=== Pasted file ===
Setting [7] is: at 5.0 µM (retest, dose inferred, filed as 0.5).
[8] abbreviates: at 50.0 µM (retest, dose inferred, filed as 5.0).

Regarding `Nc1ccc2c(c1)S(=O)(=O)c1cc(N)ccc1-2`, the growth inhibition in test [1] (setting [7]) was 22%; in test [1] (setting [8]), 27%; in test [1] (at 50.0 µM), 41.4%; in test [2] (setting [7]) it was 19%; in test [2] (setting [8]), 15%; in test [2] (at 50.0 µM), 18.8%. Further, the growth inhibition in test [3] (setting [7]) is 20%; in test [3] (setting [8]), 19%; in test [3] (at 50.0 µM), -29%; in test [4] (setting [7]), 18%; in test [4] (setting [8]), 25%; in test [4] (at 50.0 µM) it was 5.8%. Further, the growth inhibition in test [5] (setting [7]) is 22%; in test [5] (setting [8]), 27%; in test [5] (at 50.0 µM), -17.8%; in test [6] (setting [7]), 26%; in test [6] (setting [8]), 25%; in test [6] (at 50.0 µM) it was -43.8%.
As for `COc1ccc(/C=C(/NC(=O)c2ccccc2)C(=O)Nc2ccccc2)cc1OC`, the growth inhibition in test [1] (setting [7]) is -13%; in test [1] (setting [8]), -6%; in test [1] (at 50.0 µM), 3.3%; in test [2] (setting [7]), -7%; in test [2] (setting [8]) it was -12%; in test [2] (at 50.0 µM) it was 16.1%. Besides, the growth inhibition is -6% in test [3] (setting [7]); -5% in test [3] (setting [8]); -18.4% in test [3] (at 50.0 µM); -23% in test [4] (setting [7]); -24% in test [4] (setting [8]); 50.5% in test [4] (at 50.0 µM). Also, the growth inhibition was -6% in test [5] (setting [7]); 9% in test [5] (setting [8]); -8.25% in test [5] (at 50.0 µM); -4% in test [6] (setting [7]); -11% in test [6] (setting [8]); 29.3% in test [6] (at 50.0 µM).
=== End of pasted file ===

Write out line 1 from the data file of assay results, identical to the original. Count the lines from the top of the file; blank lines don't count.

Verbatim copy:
Setting [7] is: at 5.0 µM (retest, dose inferred, filed as 0.5).